Dylan Hay might have been born with a basketball in his hands.
The first basketball camp he attended, his father, Cobbler head coach TJ Hay said in jest, was before he could walk.
Of course, neither is really true, but it almost seems that way for the Rapid City Central senior, who will play his last three games for not only the Cobblers, but for his father this weekend at the Class AA boys’ state basketball tournament in Sioux Falls. Central opens with Douglas Thursday at 2 p.m. MDT.
Dylan is a typical gym rat.
“I've never had to drag him to the gym,” TJ said. “There are some times in the summer where he is like, ‘let’s go shoot.’ I’m tired and he kind of guilts me into going to the gym. Still, his senior year, he is in two or three times a week, in the gym by himself shooting.“
Dylan remembers dribbling the basketball when his dad was coaching at Stevens; he remembers playing with the Raider players then at about four or five years of age. TJ started coaching his team in the third grade.
“He’s been my coach for my whole life,” Dylan said. “I’ve never experienced anybody else coaching me."
Father and son watch a lot of game film together and a lot of games on the television. They’re not just basketball fans when they do so.
“We’ll be watching college games and he’ll notice something,” TJ said. “I try to stress to all of our kids, when you are watching a game, don’t watch as a spectator, watch to learn something and get better. He has a good eye for that.”
TJ admits that he probably gets on his son more than other players during practice and games, although he tries to tell himself not to.
“He takes it and the players know that when I get mad and get on them, they know it was something. But he does really well," he said. "He gives me that look once in a while, but I had a coach tell me years ago that you are really lucky when you get to coach your son in high school, and I have been.”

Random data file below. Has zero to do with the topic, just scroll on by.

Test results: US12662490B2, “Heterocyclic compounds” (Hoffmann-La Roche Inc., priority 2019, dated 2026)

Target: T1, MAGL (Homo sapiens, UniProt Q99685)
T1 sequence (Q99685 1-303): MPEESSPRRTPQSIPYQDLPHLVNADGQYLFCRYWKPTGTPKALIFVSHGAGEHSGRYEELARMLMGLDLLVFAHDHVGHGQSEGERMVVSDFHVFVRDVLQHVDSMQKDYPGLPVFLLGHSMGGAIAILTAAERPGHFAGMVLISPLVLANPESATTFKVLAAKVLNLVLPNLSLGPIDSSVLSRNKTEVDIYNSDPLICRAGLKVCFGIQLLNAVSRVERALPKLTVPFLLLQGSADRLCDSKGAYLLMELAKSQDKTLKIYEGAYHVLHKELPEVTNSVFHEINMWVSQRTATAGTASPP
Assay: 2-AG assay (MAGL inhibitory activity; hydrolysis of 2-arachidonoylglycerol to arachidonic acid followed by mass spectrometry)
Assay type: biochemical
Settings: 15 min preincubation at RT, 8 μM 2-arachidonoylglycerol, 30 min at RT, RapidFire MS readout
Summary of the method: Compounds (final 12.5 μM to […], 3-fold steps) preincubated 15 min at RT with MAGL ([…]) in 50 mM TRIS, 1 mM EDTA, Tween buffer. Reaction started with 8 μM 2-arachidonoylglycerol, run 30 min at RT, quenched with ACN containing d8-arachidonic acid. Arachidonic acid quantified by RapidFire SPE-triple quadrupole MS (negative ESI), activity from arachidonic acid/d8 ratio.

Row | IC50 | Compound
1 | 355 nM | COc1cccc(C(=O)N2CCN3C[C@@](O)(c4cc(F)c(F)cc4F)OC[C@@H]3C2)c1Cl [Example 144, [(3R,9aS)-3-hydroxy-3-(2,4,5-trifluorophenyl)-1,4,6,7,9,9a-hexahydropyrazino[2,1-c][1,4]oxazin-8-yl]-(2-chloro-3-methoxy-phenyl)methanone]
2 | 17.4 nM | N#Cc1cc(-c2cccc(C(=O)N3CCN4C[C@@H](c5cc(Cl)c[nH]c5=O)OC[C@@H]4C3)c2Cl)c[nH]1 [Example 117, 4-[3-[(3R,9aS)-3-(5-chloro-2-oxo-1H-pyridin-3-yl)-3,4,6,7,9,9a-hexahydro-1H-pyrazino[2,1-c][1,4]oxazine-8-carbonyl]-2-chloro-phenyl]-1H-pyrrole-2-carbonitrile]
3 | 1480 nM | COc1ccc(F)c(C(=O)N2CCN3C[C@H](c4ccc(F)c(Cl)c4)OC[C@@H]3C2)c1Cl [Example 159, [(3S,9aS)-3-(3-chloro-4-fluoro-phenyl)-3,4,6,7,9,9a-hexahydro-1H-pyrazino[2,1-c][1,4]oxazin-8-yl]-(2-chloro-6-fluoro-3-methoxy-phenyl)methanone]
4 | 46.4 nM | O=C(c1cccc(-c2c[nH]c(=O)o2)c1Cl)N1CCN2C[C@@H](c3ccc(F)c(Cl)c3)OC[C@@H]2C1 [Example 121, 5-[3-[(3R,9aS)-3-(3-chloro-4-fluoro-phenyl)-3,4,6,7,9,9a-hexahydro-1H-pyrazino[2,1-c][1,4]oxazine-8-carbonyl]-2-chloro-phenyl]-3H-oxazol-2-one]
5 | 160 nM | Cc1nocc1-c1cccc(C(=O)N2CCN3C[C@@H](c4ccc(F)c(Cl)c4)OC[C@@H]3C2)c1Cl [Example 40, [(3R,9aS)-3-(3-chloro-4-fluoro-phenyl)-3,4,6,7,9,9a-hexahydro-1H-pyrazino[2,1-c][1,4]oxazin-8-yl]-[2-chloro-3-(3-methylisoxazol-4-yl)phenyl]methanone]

Dylan, a starter with the varsity since his sophomore season, laughed when he said his mother, Traci, is on him just as much as his dad, so his grandmother, Jean Hay, is his go-to buffer.
“Grandma is the one that gets on him,” he said. “She knows usually when he is on me too much and she gets mad at him.”
Dylan is planing to play basketball in college. Just how will he handle playing for another coach?
“It’s going to be bittersweet,” he said.
In the meantime, there are three more games they will play together, and the goal is to play in the final game of the tournament Saturday night. It all starts Thursday afternoon against Douglas.
“They know that Thursday is the biggest game of their high school careers,” TJ Hay said. "That is how we hope they approach it.”
It’s been an outstanding season for the Cobblers, 17-3, and the No. 2 seed in the tournament. They have been ranked first in the state this season and have split two epic games in front of massive crowds with Rapid City Stevens.
TJ Hay senses a different attitude from his players preparing for this tournament than the 2016 state tournament, the last one the Cobblers played in.
“A lot of these kids played two years ago in Sioux Falls, and I think that year they were just happy to be there,” TJ Hay said. “Here, they want to get some things accomplished. I don’t think they are feeling more pressure; our practices have been the same as they have been in the last month. Just like Spearfish, we told the kids that if they want to win the state championship, every game has to be the state championship game. Our practices at this point have been really good.”
Early in the season, Central beat Douglas 77-70.
“Both teams are far better than they were then, and they (Douglas) had a huge win last week,” TJ Hay said. “Our kids have been really focused. They are not looking by anyone by any means.”
Dylan Hay leads the team in scoring at 14.1 points a game, followed by senior guard Kailleb Walton-Blanden at 13.8. The guard tandem dishes the ball at about the same pace, with Hay averaging 4.4 assists a game and Walton-Blanden just under 4.0.
Senior Cameron Hall, the team’s top outside threat, is scoring 9.8 points a game, while their big man inside, 6-foot-6-inch Elijah Williams, is averaging 7.8 points and 6.5 rebounds a game.
If Central gets past Douglas, the Cobblers will face the winner of the Lincoln and Yankton Friday at 7:15 p.m.